An unusual conifer found in a remote area of northern Vietnam has been identified as a genus and species previously unknown to science. The limestone ridges where the tree grows are among the most botanically rich areas in Vietnam, said Daniel Harder, director of the University of California at Santa Cruz (UCSC) Arboretum and a co-discoverer of the new species. The discovery is published in the current issue of the journal Novon.
"Biologists don't need to contemplate finding life on another planet to imagine making extraordinary discoveries; the fact is, most of the species living on our own planet are still unknown," says Norman Platnick, program director in the National Science Foundation's (NSF) division of environmental biology, which funded the research. "That kind of basic, new knowledge about life, its interrelationships, and how it is distributed across the globe, often has enormous practical implications, guiding the search for new medicines, new pesticides, and even new ways to control alien, invasive species."
Harder spent several years in Vietnam. During that time, he and his collaborators discovered more than 100 new species of plants. But the conifer now known as the golden Vietnamese cypress is by far the most remarkable of those discoveries, he said.
"For us to find a previously undescribed large tree like this indicates that there is probably a lot more to be discovered there," Harder said. "It's comparable to the recent discoveries of previously unknown large mammals in Southeast Asia, like the giant muntjac and the saola, a type of ox."
Other scientists involved in the conifer discovery included Vietnamese botanists Nguyen Tien Hiep and Phan Ke Loc, Russian botanist Leonid Averyanov, and United Kingdown botanist Philip Cribb from the Royal Botanic Gardens, Kew. They found the trees clinging to steep limestone ridges in a mountainous area known as Bat Dai Son near the Chinese border.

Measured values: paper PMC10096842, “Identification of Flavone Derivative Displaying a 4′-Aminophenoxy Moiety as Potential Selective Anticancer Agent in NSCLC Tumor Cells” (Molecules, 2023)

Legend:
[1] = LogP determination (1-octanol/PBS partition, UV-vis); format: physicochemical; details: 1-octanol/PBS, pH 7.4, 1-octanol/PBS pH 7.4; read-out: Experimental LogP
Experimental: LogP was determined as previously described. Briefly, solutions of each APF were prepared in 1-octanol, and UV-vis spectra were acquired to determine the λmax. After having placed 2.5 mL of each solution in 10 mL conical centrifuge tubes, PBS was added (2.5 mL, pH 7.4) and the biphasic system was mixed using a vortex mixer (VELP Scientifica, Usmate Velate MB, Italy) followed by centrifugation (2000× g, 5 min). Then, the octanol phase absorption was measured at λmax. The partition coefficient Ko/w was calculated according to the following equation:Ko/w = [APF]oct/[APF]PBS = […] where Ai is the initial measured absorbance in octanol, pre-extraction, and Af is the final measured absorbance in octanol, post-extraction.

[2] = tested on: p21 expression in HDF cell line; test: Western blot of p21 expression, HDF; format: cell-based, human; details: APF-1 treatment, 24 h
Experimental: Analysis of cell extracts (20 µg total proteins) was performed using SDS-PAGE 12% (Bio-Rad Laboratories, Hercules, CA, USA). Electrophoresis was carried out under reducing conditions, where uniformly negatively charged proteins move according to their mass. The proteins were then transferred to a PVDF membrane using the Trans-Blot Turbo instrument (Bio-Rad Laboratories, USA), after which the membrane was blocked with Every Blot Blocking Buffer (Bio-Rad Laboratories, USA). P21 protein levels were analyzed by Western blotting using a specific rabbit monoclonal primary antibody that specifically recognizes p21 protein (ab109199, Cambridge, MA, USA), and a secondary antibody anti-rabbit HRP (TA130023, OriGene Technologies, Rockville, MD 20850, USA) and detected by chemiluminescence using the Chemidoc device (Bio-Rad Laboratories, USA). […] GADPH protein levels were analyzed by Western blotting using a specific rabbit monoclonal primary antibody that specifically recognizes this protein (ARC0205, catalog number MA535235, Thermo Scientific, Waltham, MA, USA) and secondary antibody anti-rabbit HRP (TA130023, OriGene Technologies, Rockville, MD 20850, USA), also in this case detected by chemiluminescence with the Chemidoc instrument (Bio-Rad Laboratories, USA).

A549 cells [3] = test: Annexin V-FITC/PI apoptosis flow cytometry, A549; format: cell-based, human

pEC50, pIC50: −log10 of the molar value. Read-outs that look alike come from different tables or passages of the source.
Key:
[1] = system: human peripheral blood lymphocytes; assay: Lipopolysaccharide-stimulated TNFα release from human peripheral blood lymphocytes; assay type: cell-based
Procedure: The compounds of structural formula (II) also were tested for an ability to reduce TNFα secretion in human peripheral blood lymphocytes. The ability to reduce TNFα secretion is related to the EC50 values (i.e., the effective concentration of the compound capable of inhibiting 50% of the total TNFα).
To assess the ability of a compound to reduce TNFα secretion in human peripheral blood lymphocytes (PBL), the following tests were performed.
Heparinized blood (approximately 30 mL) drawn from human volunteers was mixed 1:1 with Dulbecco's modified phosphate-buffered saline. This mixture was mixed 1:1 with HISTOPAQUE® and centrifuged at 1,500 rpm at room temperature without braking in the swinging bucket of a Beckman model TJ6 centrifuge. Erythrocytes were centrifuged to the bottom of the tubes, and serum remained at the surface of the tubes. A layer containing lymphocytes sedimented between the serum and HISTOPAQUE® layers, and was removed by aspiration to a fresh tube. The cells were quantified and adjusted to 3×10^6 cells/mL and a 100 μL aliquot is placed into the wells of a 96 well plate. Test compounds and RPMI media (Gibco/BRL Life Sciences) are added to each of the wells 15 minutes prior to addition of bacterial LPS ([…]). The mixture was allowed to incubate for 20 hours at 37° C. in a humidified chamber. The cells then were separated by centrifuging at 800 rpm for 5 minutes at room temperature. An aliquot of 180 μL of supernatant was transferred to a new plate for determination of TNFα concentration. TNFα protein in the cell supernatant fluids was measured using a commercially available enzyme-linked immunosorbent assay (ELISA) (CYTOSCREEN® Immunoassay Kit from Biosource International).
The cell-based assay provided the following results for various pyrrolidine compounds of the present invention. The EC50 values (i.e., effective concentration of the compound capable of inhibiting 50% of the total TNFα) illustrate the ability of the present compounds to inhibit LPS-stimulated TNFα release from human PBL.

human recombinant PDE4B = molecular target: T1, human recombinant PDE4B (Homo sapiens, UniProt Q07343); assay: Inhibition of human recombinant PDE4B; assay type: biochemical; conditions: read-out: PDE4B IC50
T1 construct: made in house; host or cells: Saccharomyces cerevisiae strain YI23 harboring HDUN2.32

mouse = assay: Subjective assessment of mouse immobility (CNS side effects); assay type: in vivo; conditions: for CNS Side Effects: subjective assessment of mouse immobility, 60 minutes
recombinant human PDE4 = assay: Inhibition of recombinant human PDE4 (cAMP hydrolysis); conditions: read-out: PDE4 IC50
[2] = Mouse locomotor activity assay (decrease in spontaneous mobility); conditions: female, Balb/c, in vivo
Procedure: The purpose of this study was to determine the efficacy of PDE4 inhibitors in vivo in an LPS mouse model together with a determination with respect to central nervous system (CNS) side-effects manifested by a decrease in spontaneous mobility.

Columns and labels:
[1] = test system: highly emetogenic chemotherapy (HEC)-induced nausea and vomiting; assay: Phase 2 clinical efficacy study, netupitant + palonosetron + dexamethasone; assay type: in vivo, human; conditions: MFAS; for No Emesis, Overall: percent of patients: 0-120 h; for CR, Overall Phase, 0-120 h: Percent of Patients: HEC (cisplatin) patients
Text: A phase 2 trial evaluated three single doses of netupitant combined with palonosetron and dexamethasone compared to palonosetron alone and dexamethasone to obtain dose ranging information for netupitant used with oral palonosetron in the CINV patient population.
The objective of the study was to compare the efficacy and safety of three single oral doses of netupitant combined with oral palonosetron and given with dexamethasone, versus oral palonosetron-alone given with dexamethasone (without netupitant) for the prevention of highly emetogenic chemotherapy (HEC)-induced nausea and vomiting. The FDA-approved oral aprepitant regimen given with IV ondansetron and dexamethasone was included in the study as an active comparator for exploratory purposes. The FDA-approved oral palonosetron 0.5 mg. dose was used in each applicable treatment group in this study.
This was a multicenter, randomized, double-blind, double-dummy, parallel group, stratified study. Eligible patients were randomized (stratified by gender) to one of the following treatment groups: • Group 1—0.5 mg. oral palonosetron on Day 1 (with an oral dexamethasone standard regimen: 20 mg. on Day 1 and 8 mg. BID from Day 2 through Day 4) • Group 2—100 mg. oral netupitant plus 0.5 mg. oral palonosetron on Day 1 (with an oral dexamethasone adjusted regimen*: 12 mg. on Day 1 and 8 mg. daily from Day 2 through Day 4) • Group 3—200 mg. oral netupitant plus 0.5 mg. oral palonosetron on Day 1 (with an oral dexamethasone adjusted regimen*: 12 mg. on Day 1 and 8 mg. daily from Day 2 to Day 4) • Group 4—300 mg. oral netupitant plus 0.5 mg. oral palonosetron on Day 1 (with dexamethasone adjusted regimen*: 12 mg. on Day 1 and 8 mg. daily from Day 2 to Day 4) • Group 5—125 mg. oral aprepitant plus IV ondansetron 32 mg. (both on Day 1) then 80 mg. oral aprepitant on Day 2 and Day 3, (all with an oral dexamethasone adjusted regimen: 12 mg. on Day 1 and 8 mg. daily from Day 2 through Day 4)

The recently discovered tree is a new genus within the cypress family (Cupressaceae); botanists have named it Xanthocyparis vietnamensis, the golden Vietnamese cypress. Its closest relative is the yellow spruce of the U.S. Pacific Northwest, also known as the Nootka cypress. Previously classified as Chamaecyparis nootkatensis, the yellow spruce is now classified as the second species in the new genus Xanthocyparis.
The new species is distinctive in that it bears two different types of foliage (needles and scale leaves) on mature trees. It produces fine, yellowish-brown, hard, fragrant timber that is highly prized by local citizens. Logging has reduced the number of larger trees, but some very large and stately specimens still grow on the steep, rocky slopes of isolated mountain peaks, Harder said. The mountaintop ridges in Bat Dai Son hold remnants of a forest that was once much more widespread, he added.
"This tree was already rare and endangered when it was discovered, which lends urgency to putting in place some protections," Harder said. "These limestone mountains might actually harbor other valuable species."
In addition to the cypress, the collaborative team of botanists exploring the area has found about two dozen new orchid species, a variety of
interesting new shrubs, and numerous herbs and bulbs, including a half-dozen new species in the Jack-in-thepulpit family (Araceae).
For related images, see: http://www.nsf.gov/od/lpa/news/02/pr0251.htm
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